Pediatric MRI

If your child has been scheduled for an MRI, it means their doctor would like to have a closer look at their tissues or organs. MRI does not use radiation.

What is magnetic resonance imaging?

Magnetic resonance imaging (MRI) uses a large magnet, radio waves, and a computer to create detailed images of organs and internal structures. MRI provides different information than X-ray, ultrasound, or computed tomography (CT). For example, an MRI of the knee can provide information about ligaments and cartilage which is not visible on other exams. 

An MRI scanner is shaped like a tunnel with a motorized table that slides in and out of the tube. The exam is usually painless and quick. For some MRI exams, we will give your child a contrast agent through an intravenous line (IV) to make the organs and structures more visible on the images.

How can I help my child prepare for the exam?

If your child will be having an MRI with contrast, or if your child will be sedated for the exam, you will need to follow some preparation instructions. A nurse will provide you with instructions before your appointment.

On the day of the exam your child should wear comfortable clothes. Please leave all jewelry, hair clips, and other metal objects at home. If you have copies of prior exams, bring them with you to the appointment. Please make childcare arrangements for siblings as they will not be allowed into the exam room.

Please note that if you are pregnant, you will not be allowed in the room during the exam and may wish to make arrangements to have someone else be with your child.

What will happen during the test?

When you arrive for your appointment, your child may be asked to change into a gown. You will be allowed to accompany your child to the exam room.

If your child will be receiving contrast or sedation, a nurse will insert an IV, usually into their hand or arm. A technologist will then take you and your child into the MRI exam room and position them on the table with their head on a pillow or in a padded cradle. The technologist may place a plastic device called a coil around the area of the body that will be looked at. The technologist will leave the room to perform the scan, but they will be able to see, hear, and speak with your child at all times.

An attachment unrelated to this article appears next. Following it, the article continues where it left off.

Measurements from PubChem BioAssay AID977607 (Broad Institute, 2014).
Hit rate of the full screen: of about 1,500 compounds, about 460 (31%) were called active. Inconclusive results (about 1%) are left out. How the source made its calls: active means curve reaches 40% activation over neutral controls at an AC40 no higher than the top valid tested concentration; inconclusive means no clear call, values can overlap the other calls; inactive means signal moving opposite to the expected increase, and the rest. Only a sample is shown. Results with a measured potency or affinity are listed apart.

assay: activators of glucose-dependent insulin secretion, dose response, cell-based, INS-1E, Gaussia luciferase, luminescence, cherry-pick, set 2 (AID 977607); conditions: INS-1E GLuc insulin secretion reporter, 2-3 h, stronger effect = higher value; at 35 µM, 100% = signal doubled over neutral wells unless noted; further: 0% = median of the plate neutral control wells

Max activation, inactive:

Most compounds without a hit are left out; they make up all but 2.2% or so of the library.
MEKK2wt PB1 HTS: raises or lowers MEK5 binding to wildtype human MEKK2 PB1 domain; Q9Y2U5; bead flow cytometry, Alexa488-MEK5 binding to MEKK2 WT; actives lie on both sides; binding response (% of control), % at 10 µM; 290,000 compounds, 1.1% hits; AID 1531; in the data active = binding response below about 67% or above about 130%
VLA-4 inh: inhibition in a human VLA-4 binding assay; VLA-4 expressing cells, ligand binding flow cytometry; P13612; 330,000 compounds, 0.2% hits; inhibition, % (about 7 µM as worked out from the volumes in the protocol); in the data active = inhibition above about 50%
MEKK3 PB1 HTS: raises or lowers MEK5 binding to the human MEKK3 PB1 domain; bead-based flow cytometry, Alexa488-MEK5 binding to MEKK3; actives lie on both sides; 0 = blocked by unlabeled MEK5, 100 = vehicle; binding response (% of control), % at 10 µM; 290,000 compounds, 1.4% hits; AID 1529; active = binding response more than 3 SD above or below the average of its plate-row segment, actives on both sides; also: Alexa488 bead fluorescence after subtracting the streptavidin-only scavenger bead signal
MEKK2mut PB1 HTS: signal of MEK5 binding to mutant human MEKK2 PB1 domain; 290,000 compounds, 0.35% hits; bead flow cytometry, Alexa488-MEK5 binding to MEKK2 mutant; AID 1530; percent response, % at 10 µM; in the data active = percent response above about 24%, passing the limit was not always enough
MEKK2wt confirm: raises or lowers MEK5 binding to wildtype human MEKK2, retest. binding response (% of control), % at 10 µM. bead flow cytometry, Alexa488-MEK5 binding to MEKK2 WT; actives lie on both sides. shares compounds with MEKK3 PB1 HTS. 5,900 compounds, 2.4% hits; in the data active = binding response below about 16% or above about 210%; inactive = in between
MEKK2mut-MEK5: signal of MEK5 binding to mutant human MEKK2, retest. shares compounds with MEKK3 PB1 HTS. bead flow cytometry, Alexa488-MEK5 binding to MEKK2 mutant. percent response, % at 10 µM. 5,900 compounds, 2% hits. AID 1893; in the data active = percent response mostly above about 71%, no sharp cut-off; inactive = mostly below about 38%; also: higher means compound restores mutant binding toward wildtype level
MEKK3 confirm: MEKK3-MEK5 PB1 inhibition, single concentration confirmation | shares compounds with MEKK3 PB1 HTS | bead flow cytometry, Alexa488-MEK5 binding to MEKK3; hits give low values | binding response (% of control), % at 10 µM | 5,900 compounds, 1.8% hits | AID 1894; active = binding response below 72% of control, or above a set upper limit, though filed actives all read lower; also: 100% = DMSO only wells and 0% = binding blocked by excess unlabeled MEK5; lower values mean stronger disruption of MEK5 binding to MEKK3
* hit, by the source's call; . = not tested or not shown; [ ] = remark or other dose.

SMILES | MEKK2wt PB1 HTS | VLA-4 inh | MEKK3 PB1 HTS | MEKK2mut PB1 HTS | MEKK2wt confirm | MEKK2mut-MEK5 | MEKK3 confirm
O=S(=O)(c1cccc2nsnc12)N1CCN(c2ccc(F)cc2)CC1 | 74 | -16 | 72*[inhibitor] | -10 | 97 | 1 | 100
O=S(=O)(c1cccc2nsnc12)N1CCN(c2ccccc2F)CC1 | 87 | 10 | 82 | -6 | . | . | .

During the exam, the table will slide into the scanner. A red light may shine on your child’s body, which helps ensure that they are properly positioned. MRI scanners make loud buzzing and clicking sounds. This is normal, and we will give your child ear plugs to make them more comfortable.

An MRI takes from 30 minutes to one hour to complete.

What can I do to help my child feel comfortable during the exam?

Children sometimes find the MRI scanner a bit frightening. You can remain with your child in the imaging area during the exam to offer comfort and reassurance. We can also arrange to have a child life specialist at the appointment to help your child better cope with the stress of the procedure.

MRI Safety

MRI does not use radiation, and there are no known harmful side-effects associated with temporary exposure to the strong magnetic field used by MRI scanners.

If your child has an implanted metal object or device, the strong magnetic field could pose a risk. We will screen you and your child several times throughout the process to make sure you are safe to enter the magnetic field.

Many devices have been tested and determined to be safe for MRI. If your child has an implantable device, pins or screws, tattoos, shrapnel, or other non-removable metal objects in their body, our radiologists and technologists will evaluate the object and determine whether there is a safety issue.

After the exam

After the exam most children can immediately resume their normal activities. If your child was sedated, we will ask you to wait in the imaging area after the exam until they are reasonably alert.

A radiologist will analyze the MRI images and will share the results with the doctor who requested the exam. Your child’s doctor will then discuss the results with you.